The Racialization of the African-American and Asian-American Citizen: A Comparative Legal Analysis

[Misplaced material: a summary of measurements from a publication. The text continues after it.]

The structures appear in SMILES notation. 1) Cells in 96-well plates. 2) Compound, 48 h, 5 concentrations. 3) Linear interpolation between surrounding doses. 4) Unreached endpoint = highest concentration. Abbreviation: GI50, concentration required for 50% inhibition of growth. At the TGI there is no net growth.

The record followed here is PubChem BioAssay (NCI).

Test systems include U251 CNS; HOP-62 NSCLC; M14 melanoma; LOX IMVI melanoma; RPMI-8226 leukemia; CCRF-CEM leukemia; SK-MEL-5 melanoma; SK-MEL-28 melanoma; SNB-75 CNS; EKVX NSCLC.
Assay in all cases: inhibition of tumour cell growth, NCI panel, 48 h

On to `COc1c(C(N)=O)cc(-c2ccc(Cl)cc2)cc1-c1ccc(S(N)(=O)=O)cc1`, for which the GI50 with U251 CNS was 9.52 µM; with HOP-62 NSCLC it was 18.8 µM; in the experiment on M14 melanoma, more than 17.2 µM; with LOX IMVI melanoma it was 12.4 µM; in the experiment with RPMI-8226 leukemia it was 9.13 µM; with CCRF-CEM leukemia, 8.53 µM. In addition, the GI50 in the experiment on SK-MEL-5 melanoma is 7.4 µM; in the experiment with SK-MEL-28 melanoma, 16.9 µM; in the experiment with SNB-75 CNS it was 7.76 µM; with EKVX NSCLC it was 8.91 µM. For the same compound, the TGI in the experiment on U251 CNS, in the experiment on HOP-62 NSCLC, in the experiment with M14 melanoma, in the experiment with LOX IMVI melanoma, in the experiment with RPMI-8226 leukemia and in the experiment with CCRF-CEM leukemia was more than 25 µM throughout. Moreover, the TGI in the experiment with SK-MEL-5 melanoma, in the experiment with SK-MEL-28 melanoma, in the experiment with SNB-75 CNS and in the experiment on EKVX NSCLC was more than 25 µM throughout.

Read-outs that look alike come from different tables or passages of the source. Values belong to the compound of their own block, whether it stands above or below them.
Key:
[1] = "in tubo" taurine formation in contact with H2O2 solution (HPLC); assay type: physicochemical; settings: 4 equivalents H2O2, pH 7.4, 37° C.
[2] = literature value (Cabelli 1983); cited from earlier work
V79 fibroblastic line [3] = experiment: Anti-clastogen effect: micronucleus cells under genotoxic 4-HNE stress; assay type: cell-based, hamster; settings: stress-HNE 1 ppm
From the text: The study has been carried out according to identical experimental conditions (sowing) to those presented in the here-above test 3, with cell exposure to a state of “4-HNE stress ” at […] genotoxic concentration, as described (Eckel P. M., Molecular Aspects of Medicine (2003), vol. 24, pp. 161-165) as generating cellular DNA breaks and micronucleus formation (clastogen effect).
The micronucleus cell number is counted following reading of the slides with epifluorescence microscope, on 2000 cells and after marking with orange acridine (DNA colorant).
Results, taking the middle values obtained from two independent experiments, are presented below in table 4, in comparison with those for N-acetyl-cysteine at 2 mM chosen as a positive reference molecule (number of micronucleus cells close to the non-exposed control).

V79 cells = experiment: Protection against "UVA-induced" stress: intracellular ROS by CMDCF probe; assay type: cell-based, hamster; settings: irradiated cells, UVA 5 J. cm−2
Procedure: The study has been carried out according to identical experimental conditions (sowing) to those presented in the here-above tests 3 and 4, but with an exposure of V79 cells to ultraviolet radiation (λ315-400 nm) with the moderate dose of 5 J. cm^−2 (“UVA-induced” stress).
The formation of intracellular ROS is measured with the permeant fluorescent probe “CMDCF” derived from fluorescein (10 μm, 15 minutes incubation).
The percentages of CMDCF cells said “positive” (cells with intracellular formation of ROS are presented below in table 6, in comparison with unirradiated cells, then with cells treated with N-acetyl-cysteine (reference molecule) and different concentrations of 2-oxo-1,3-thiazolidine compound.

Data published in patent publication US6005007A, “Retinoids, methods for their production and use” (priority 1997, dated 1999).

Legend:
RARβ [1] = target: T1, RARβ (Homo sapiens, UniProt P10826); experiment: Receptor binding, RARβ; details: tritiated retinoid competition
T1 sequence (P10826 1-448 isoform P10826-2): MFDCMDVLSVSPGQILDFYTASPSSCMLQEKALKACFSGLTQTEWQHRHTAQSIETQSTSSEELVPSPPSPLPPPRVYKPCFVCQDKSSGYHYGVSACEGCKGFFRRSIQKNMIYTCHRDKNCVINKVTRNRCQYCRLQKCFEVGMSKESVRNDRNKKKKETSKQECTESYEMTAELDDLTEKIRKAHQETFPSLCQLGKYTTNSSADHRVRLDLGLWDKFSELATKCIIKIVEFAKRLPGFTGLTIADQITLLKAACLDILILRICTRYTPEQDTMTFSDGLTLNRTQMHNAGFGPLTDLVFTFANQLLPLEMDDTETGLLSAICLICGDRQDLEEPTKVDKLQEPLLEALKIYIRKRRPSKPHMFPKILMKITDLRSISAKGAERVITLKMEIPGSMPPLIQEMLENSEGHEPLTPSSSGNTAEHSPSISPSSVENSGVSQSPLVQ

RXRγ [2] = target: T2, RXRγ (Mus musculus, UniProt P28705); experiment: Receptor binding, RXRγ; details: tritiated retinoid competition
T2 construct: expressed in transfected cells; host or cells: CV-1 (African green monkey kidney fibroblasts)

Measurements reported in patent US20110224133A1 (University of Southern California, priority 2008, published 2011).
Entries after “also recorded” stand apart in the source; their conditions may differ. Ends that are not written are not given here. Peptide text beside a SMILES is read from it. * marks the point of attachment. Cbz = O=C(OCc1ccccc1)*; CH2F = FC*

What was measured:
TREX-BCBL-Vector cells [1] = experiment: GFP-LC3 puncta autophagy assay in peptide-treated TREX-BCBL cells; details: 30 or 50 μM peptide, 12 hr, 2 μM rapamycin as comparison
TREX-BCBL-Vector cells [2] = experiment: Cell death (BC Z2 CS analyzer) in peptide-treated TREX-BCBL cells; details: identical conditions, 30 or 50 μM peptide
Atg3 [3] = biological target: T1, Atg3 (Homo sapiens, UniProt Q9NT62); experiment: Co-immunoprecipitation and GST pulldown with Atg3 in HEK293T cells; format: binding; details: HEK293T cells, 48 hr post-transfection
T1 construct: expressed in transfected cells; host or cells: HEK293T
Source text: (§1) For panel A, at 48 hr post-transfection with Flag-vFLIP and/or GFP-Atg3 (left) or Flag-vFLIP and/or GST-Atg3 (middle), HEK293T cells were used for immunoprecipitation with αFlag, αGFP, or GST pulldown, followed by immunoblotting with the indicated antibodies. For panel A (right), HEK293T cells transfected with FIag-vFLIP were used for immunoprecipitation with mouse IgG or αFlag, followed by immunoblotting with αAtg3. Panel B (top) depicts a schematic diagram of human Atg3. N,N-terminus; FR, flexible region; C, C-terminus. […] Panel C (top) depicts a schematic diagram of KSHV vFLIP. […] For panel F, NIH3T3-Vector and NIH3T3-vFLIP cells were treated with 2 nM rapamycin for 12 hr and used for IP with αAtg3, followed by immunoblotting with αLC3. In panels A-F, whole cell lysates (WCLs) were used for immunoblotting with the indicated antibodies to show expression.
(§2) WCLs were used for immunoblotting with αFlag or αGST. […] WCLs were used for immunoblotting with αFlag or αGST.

The perception of racial tensions in North American settler countries has historically been focused on the Black/White relationship, as has much of the theoretical legal discourse surrounding the concept of “race”. Accordingly, the scope of much critical race scholarship has been restricted such that it rarely acknowledges the racial tensions that persist between different racially-excluded minorities. This paper hopes to expand and integrate the examination of Black and Asian-American racialization that critical race scholars have previously revealed. It will do this by historicizing the respective contours of Black and Asian-American racialization processes through legislation and landmark court cases in a neo-colonial context. The defining features of racialization which have culminated in the ultimate divergence of each group’s racialization will be compared and contrasted. This divergence sees the differential labeling of Asian-Americans as the ‘model minority’ while Blacks continue to be subjugated by modern modalities of exclusionary systems of control. The consequences of this divergence in relation to preserving existing racial and social hierarchies will be discussed in the final sections of this paper.
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